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Repairing a Partition Map on Hard Drive

If you are sick and tired of paying through the nose for hard drives then I have the solution for you.

I have been known, and I still am known, to repurpose hard drives from a piece of equipment most of us have in our homes. Yes, that’s right, most of us have a hard drive that we can use with our home PC’s sat right under our noses (don’t know why the obsession with noses but there you go).

Ever wondered what to do with that Sky, Virgin or Freeview box you have had lying around gathering dust after you cancelled your subscription and never sent the box back?

If you take the box apart you will find a fully functioning hard drive that you can (after a little formatting) use as part of your home network.

The title of this article is relevant and I will get to why in a moment.

If you format the hard drive, using Disk Utility on Mac or any other disk utility service you can reformat the disk into the correct format for your needs.

Now, I have done this on a number of occasions and I have used a couple of these hard drives for different tasks. This leads me nicely on to the subject at hand.

One such drive was used as local storage on my home network and I decided to partition the drive to Fat32 and exFat (2 different partitions). I did this as I was using a Raspberry Pi as the server and wanted the option of different formats.

I subsequently tried to use said drive and it wouldn’t work, it didn’t like the partition one bit. So, I thought I would use Disk Utility to format the drive into one single partition. I thought wrong.

Disk Utility would not pick up the HDD to enable me to format the drive to perform the first aid action to find the fault and repair the drive.

This left me with somewhat of a conundrum. So how did I resolve the issue? I turned to the terminal.

The terminal on the Mac is a wonderful thing, you can perform almost any task and it is much more robust than performing the same task on the GUI.

Firstly, I tried to find the HDD using the command

$ diskutil list

This command brings up a list of drives that are connected to the system. This command showed that the Hard Drive was in fact connected, it was just that the system could not read the partitions. Take a note of your disk location (You will need this shortly).

Next, I need to try and repair the drive seems as the first aid option in Disk Utility isn’t available. to do this I use the following command, replacing ‘diskx’ with your disk location found before.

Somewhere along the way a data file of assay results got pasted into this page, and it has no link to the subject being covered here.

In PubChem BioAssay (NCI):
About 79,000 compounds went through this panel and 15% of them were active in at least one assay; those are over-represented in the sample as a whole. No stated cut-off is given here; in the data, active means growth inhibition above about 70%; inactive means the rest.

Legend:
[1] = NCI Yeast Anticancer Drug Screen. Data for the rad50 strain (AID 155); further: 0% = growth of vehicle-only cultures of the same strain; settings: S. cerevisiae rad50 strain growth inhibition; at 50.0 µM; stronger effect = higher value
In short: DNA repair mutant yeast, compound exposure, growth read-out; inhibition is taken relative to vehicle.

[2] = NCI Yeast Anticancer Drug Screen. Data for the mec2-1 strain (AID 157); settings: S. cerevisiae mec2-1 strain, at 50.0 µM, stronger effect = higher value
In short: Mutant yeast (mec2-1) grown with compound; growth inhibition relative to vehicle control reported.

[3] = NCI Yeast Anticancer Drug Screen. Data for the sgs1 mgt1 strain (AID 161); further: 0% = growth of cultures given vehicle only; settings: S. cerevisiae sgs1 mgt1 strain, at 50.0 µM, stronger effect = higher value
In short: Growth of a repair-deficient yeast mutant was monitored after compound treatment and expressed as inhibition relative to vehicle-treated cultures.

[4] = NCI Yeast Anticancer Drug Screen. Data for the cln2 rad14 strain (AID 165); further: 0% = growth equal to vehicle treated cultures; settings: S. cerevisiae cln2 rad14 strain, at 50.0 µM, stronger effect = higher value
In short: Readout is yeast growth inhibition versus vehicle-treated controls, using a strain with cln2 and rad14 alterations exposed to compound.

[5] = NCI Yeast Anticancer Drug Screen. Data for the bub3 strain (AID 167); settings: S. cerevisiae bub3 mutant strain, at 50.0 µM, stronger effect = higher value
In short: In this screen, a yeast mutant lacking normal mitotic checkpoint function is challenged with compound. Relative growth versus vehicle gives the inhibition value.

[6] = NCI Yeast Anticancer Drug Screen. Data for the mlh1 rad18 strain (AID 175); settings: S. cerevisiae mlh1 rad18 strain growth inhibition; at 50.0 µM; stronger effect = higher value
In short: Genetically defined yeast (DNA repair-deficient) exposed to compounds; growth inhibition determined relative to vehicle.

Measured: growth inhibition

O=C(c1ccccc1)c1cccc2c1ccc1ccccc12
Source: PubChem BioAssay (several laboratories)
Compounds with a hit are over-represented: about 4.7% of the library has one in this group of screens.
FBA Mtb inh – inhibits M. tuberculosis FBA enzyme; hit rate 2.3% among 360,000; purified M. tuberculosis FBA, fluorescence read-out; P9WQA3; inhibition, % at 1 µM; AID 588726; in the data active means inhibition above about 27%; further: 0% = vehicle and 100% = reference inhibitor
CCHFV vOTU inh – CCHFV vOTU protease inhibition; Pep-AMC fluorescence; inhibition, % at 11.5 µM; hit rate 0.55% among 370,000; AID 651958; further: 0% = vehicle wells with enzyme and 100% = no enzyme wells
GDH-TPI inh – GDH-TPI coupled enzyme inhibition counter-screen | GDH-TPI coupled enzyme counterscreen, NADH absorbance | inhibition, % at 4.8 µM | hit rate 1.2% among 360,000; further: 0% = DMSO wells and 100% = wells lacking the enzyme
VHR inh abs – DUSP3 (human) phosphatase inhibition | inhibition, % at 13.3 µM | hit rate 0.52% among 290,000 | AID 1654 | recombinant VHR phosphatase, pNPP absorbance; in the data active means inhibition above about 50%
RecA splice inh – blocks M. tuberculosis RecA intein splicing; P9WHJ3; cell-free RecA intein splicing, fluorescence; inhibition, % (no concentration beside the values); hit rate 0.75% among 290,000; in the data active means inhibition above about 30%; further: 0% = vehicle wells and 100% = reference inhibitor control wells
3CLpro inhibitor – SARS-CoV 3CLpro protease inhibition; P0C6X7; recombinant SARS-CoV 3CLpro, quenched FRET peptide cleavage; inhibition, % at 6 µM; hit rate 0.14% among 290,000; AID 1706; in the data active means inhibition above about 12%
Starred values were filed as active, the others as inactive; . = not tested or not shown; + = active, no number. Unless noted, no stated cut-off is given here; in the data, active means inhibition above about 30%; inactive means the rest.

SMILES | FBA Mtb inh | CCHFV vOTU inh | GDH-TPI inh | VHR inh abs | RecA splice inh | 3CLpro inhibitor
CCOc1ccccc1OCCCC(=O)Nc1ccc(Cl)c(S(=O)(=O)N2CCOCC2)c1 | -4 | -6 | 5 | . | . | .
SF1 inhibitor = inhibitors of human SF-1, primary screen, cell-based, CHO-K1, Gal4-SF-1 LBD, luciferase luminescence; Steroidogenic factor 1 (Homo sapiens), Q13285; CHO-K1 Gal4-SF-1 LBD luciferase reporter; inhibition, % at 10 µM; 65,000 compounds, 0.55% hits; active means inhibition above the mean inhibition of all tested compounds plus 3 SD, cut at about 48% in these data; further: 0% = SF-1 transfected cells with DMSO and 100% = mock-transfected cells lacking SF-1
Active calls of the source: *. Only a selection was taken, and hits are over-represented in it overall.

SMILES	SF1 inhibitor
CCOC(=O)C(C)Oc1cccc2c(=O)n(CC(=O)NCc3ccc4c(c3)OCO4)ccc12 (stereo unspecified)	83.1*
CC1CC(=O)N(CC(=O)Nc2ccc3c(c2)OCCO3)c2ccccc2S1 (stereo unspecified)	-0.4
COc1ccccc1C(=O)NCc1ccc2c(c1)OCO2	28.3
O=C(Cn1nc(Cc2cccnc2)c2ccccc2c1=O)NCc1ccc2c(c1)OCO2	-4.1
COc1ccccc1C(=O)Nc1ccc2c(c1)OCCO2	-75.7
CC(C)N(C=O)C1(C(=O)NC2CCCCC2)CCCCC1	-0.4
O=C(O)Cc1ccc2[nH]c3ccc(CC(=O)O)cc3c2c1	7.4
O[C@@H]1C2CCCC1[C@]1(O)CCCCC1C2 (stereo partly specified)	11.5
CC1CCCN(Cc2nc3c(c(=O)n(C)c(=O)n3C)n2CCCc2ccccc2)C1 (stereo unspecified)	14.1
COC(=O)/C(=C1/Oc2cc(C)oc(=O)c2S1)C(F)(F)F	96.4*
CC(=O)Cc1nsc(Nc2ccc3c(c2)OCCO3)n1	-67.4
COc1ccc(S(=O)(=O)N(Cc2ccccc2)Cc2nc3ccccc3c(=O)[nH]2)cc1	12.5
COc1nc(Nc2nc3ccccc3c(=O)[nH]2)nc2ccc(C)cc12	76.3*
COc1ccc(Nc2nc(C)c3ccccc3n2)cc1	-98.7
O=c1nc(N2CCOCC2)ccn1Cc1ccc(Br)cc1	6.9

$ diskutil repairDisk /dev/diskx

Now, at this point I came across a problem. The terminal was telling me that the partition map was corrupt. I can only surmise that this was something to do with the multiple times I formatted the drive prior to it’s current state. so what to do?

It seems that I needed somehow to erase the data on the drive. Formatting it using the ‘eraseDisk’ method wouldn’t work, neither would the ‘reformat’ command.

I decided that to try and fix this increasingly annoying problem I would need to rebuild the partition map. I used the following command. BE CAREFUL, THIS COMMAND WILL DESTROY DATA.

$ sudo dd if=/dev/zero of=/dev/diskx bs=512 count=1

This process will overwrite the beginning and end of the data on your hard drive, when I say above that this will destroy data, I mean it.

At this point it would be wise to verify the disk and unmount the disk by using the following code

$ sudo verifyDisk /dev/diskx

$ sudo repairDisk /dev/diskx

Ok, so now if you re-open Disk Utility your drive should be visible and the options to perform first aid and erase that were previously unavailable should now be selectable.

Needless to say, you can now re-format the disk to your preferred format and use as you see fit.

I personally have used the drive for local storage but you can use it for whatever you desire.



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The Savvy Web Developer

Proud Father | Ex Lawyer | Self-Taught Software Developer | Cyber Security Enthusiast | Techpreneur | Legend | General Nuisance.